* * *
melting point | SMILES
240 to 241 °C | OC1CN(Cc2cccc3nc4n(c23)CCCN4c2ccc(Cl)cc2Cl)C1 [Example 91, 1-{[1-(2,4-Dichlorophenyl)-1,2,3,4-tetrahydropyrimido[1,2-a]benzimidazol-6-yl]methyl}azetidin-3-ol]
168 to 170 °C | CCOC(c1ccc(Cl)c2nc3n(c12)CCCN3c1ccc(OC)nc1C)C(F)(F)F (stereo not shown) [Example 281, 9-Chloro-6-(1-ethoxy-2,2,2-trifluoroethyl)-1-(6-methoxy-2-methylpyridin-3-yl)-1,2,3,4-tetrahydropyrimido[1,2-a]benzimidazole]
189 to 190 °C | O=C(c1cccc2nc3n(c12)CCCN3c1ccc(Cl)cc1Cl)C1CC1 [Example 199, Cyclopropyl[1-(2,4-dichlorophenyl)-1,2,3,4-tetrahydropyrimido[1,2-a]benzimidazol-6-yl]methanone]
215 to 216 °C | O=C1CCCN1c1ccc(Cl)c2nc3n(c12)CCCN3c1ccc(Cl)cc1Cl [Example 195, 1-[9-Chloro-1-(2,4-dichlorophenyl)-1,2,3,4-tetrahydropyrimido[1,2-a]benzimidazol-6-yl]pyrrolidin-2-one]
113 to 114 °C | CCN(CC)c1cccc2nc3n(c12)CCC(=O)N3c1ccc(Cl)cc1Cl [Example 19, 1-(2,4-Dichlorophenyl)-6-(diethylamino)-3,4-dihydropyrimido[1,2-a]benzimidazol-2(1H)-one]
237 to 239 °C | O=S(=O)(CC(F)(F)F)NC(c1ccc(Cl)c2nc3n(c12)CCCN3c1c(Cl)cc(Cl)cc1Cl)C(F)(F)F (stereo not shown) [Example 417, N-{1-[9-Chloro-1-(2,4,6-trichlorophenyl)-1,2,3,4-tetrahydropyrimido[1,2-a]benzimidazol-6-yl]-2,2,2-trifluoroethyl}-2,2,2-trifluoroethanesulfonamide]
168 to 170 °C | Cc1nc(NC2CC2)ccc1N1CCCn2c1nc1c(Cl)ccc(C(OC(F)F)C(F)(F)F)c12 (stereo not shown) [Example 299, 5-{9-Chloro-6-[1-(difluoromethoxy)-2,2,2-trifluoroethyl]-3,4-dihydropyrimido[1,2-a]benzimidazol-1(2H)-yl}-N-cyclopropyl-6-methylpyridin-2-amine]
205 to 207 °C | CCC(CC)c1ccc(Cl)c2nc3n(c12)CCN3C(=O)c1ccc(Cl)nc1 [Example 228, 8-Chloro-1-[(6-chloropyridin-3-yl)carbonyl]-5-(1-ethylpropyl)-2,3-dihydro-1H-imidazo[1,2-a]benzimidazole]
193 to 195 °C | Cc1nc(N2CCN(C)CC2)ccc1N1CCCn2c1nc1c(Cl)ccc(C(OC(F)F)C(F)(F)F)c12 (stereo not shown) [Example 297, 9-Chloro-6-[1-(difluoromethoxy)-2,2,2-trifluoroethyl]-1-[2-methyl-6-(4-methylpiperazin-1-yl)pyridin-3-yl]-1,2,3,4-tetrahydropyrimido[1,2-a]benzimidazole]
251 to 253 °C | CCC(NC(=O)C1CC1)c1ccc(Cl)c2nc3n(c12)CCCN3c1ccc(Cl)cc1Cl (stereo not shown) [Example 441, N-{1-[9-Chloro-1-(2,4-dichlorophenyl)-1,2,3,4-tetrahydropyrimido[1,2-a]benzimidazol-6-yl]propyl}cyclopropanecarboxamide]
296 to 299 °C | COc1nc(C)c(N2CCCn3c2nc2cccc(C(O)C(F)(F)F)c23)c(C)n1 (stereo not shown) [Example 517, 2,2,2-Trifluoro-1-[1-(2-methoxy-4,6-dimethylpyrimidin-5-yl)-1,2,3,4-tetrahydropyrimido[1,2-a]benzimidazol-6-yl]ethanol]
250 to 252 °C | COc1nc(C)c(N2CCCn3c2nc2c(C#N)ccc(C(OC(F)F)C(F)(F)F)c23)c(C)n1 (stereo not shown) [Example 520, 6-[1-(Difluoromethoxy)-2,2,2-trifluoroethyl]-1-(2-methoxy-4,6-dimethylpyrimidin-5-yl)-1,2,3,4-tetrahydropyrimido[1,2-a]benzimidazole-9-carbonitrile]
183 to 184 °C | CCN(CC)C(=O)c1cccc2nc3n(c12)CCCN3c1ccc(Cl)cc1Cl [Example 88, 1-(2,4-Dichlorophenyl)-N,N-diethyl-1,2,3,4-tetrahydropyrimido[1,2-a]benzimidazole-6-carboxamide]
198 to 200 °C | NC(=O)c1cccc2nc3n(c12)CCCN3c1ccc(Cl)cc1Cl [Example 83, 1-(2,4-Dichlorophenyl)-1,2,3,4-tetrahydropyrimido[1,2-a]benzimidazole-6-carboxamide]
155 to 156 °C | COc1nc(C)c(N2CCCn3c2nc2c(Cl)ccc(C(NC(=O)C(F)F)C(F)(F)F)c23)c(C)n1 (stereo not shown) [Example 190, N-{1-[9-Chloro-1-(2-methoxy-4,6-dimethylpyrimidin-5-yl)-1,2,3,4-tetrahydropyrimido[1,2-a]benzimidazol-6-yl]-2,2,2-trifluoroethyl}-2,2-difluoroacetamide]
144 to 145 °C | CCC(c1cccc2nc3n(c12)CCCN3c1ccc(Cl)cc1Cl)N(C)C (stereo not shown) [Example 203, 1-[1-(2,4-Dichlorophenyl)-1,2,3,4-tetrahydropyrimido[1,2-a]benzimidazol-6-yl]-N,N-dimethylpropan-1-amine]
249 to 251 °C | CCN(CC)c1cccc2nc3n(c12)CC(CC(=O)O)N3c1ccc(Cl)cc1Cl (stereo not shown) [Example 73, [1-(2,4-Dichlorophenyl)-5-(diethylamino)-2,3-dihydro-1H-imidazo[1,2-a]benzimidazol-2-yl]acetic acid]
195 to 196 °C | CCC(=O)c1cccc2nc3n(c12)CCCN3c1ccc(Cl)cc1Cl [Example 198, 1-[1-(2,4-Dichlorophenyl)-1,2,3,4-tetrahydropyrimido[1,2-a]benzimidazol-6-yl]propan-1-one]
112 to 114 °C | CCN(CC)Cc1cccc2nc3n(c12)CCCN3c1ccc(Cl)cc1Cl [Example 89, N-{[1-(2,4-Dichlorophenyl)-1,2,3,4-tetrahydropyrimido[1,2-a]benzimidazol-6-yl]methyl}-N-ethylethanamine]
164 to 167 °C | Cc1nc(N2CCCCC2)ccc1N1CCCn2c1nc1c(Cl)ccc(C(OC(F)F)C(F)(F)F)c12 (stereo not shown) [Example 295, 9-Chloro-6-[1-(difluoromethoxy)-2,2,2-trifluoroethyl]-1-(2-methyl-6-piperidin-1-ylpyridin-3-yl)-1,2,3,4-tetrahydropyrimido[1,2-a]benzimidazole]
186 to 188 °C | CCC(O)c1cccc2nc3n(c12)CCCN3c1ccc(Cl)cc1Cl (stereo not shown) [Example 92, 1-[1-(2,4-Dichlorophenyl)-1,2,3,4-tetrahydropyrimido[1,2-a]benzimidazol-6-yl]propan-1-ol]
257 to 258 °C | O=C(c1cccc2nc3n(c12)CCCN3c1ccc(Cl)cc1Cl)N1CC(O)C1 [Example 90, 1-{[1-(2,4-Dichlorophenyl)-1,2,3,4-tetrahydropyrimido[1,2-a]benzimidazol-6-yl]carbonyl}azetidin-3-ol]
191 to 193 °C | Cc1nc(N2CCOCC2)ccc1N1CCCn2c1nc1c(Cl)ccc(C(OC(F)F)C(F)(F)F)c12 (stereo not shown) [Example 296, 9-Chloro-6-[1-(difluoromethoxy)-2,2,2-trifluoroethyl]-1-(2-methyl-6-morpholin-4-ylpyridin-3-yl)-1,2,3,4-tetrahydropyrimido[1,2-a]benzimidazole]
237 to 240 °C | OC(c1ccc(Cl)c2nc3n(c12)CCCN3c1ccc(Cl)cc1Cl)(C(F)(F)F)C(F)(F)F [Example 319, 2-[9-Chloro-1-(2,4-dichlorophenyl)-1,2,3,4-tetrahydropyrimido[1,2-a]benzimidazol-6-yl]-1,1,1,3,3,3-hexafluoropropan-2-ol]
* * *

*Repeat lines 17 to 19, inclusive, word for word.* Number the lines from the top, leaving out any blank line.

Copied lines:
144 to 145 °C | CCC(c1cccc2nc3n(c12)CCCN3c1ccc(Cl)cc1Cl)N(C)C (stereo not shown) [Example 203, 1-[1-(2,4-Dichlorophenyl)-1,2,3,4-tetrahydropyrimido[1,2-a]benzimidazol-6-yl]-N,N-dimethylpropan-1-amine]
249 to 251 °C | CCN(CC)c1cccc2nc3n(c12)CC(CC(=O)O)N3c1ccc(Cl)cc1Cl (stereo not shown) [Example 73, [1-(2,4-Dichlorophenyl)-5-(diethylamino)-2,3-dihydro-1H-imidazo[1,2-a]benzimidazol-2-yl]acetic acid]
195 to 196 °C | CCC(=O)c1cccc2nc3n(c12)CCCN3c1ccc(Cl)cc1Cl [Example 198, 1-[1-(2,4-Dichlorophenyl)-1,2,3,4-tetrahydropyrimido[1,2-a]benzimidazol-6-yl]propan-1-one]